I was born in LA and I grew up here to two Korean parents and they moved here when they were really young so they’re extremely acculturated. My dad went to law school at UC Berkeley and my mom’s very well-educated. I’ve always strongly identified as Korean but when I was growing up, I was one of maybe three other Asian Americans in my class which was predominantly Caucasian. So I remember having a confusing relationship with being Asian because I didn’t see anyone who looked like me who was setting the standard of beauty or popularity in the school I went to or in the media.

I do remember how kids can be cruel … kids would say, “go back to China” or they would pull back the corners of their eyes. I just thought that was the way the world unfairly saw Asians. I would always fight back but it was tough feeling like you’re an outsider just because of the way you look. I used to remember feeling like I wasn’t pretty or attractive. I didn’t set any kinds of standards of beauty or anything and it just made fitting in a little bit harder. I wasn’t a loner; I had friends but it was just kind of like a struggle that I internalized to a certain extent.

I guess it didn’t help that I was also kind of weird as a kid.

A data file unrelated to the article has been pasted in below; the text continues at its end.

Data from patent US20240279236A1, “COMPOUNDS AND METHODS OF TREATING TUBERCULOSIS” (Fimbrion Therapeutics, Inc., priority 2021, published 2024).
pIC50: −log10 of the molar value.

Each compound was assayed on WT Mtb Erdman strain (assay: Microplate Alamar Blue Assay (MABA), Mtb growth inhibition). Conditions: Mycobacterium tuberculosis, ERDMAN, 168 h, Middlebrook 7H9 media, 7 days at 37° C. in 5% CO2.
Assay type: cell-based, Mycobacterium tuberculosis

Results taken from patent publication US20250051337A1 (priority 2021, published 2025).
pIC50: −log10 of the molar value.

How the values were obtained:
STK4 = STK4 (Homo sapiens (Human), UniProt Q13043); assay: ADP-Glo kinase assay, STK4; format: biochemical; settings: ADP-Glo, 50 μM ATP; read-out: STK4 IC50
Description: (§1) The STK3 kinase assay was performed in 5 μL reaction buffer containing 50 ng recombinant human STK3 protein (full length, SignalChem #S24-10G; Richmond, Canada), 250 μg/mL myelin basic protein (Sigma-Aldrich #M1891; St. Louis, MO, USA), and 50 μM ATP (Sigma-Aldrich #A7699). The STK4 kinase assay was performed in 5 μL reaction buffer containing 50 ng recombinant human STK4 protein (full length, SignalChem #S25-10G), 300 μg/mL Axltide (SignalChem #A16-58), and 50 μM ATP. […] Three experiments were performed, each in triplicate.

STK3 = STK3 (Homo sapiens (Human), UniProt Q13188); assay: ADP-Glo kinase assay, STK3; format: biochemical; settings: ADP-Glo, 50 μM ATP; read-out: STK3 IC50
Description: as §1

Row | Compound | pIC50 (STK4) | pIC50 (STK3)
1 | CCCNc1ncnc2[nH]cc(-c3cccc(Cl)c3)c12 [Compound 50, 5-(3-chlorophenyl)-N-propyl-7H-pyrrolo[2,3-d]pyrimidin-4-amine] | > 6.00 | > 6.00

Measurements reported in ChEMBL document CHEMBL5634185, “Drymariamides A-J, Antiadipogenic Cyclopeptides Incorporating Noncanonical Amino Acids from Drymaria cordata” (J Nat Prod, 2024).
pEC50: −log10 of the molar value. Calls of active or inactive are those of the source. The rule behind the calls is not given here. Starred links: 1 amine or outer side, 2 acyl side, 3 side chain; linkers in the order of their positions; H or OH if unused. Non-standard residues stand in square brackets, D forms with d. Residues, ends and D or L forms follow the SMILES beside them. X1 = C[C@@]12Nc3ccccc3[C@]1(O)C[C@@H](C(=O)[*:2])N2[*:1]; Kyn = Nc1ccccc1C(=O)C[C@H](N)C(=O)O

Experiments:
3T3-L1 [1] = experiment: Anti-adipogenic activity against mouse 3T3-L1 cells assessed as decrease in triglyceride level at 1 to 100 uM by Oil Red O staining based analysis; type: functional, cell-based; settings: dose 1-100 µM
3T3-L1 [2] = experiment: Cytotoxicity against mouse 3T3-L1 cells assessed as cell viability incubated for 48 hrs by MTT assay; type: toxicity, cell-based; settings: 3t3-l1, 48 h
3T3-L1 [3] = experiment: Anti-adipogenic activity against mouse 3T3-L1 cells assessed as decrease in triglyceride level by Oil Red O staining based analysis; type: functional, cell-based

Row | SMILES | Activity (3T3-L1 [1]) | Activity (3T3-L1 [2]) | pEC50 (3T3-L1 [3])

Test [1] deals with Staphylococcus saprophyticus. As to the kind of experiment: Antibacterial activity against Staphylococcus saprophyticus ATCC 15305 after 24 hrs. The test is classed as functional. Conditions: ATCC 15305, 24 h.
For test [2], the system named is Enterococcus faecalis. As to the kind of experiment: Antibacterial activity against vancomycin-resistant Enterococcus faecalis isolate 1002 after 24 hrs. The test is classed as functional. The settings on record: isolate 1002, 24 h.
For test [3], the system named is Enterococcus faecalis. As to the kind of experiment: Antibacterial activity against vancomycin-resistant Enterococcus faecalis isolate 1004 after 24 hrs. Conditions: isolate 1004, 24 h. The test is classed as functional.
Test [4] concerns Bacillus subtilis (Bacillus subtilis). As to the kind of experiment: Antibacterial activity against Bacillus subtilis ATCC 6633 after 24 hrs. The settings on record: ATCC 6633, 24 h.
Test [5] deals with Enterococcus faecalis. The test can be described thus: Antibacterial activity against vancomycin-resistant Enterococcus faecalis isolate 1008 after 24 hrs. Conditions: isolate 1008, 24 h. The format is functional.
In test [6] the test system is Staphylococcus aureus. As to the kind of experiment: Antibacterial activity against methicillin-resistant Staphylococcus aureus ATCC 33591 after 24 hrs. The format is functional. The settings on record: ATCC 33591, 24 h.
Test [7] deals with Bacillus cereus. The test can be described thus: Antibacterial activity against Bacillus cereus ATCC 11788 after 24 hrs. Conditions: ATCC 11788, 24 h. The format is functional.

I was a big tomboy and I had this crazy obsession with The Lion King and people would make fun of me. I loved singing all the songs from The Lion King. Actually it’s kind of funny because when I was in elementary school, I heard that they were going to put on a musical of The Lion King. I knew all the songs and I really wanted to play Simba so I practiced and I practiced. When my name was called to the audition, I stepped on stage in front of all these parents and peers and I just remember completely freezing. I could barely see anything in front of me, I was shaking, and literally not one single note came out of my mouth, even though five minutes before I was singing all the songs by heart. I was so devastated and mortified about being cast as lion #36 or something like that. It was so embarrassing and I was so sad. When I got in the car and told my mom that I was cast as lion #36, she felt really bad and sad for me. Even though I had an interest in performing that (experience) sort of scared me away for a very long time. I always wanted to but had a lot of conflicting feelings because I felt like I never totally fit in.